The size of the crowd at Mark Holm’s memorial service in Albuquerque on Saturday told me he was valued as much for his grace as a person as his talent as a photojournalist.

Several hundred people turned out, I’d guess. This struck me as exceptional for a newspaper person, especially for we 60-somethings, who started out in newsroom environments far more caustic than today’s.

Mark Holm probably always would have been exemplary, though, then or now. His brother, Peter, said yesterday it just wasn’t in Mark’s nature to be fierce, competitive or cruel. He had another way.

After learning of his death at 63, friends and co-workers described him as a quiet, kind and generous guy. He was remembered as patient, mirthful, encouraging, a mentor to many younger people coming up in the business. We were not close friends and I did not know him well, but working with him always felt good. My recurring image is that he always had a smile for you. I thought he had an aura. I understand now it was the aura of a beautiful person. I liked him from the start.

Mark’s grown-up kids — Alison, Mary Kate and Luke —  did wonderful jobs of remembering their father with well-chosen words. All three managed through grief and the stress of public speaking to draw fond, knowing laughter from the memorial service’s saddened crowd. I suspect they learned the trick from their father, known for grinning under a mustache that one daughter with familiar, gentle humor described as “confident but not aggressive.”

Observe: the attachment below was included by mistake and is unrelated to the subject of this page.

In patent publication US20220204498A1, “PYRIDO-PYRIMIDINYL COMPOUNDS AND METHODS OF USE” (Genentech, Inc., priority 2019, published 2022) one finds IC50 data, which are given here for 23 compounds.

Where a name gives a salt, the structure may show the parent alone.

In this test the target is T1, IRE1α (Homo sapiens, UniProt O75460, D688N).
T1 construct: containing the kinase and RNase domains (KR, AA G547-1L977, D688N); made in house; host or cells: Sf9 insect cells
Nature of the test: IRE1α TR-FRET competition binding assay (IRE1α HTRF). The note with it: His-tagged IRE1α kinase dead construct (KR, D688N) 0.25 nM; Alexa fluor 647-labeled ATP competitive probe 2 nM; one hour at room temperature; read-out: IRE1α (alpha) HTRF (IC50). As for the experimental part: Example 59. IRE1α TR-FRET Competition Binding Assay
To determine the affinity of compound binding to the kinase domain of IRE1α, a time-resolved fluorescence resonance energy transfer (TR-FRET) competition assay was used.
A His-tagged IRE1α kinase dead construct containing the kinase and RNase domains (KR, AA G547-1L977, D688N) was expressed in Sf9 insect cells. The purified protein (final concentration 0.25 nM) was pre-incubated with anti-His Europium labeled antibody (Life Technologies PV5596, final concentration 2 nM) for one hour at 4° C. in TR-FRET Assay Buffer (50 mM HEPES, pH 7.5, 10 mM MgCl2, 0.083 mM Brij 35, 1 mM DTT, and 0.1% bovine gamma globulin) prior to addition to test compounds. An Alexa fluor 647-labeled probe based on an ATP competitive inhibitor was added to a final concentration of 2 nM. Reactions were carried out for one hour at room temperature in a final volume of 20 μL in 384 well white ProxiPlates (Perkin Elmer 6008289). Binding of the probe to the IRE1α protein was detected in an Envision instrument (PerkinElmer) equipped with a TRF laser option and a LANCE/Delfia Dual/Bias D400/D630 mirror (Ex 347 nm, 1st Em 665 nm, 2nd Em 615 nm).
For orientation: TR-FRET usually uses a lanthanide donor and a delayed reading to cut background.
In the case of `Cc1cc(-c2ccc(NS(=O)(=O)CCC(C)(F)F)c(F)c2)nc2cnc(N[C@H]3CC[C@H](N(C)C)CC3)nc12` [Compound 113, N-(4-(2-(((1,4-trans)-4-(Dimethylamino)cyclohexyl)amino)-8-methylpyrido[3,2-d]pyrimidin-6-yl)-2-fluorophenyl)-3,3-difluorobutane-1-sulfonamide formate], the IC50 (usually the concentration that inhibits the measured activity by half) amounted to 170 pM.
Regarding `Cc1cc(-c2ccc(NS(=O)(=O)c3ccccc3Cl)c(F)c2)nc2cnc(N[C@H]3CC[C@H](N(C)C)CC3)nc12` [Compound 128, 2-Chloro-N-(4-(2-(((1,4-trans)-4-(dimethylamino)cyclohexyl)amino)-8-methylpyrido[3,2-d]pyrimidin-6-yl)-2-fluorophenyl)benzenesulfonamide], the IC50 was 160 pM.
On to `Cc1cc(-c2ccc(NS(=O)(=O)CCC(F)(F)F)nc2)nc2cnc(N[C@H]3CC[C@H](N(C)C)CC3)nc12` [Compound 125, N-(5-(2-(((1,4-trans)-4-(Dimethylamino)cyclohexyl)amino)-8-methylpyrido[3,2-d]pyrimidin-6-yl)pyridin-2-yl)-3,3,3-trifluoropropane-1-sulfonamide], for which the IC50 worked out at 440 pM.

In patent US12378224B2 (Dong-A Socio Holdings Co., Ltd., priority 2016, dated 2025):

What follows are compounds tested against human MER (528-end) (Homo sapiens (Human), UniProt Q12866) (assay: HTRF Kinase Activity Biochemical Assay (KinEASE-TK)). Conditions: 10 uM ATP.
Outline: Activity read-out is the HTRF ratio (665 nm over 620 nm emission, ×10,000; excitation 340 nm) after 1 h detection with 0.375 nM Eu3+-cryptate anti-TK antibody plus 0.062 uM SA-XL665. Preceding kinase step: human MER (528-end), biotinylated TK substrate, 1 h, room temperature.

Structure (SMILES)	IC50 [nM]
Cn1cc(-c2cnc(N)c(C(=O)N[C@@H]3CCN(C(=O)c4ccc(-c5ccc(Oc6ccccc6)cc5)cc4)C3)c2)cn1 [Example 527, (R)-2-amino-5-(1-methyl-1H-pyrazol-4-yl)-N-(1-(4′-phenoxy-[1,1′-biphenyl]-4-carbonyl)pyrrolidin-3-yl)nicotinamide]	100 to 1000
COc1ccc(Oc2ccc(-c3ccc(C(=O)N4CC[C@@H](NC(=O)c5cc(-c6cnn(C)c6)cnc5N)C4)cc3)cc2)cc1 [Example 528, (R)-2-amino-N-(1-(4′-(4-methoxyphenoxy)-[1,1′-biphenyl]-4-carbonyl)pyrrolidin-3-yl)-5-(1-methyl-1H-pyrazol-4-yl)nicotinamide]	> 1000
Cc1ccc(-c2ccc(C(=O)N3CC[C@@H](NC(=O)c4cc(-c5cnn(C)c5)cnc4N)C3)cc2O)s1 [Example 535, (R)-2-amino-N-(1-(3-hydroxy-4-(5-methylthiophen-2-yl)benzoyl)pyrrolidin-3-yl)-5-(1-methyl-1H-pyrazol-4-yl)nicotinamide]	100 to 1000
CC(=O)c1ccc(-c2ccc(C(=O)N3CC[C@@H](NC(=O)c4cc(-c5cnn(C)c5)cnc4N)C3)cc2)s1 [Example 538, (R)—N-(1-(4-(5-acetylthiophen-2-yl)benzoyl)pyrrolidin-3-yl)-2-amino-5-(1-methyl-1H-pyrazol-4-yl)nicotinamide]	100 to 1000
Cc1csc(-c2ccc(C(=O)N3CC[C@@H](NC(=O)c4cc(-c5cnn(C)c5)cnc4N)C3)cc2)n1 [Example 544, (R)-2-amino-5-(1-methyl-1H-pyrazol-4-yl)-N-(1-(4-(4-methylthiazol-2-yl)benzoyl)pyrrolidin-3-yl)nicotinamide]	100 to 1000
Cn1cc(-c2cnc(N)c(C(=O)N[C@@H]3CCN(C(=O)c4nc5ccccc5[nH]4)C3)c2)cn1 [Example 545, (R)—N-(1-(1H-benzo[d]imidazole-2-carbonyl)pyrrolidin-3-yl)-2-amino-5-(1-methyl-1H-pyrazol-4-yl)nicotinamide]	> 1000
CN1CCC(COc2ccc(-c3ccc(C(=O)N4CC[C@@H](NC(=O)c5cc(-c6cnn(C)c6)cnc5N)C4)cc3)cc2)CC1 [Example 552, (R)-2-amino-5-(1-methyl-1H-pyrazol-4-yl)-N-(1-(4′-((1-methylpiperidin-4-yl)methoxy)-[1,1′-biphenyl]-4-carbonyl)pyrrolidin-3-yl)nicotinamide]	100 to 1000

Mark didn’t need a camera for a penetrating look. You saw genuine interest when he faced you. You knew he listened, just as he might study through the lense. One of the memories that impressed me most yesterday was a daughter describing a father with the patience and love to learn and build on what was unique in each of his three children. It showed in their poise Saturday.

I never get over wondering what’s fair about a good person dying, especially when they seem so young. The loss seems so great I wouldn’t know what to suggest as consolation for Mark’s wife, Joan, who, by the way, I do not mean to overlook in the child-rearing equation here, nor in Mark’s care. But I am also moved by how much Mark Holm meant to so many people.

So far, the only conclusion I’ve been able to draw from his passing is that day-to-day, dealing with others, I should try to be more like him.

And I probably should just move on alone with my thoughts, but I guess it’s the newspaperman in me that compels me to report on the memorial service. And word herder that I am, I’ll inflict one more cliche on my photographer friend: Here is a picture worth a thousand words.

mark holm

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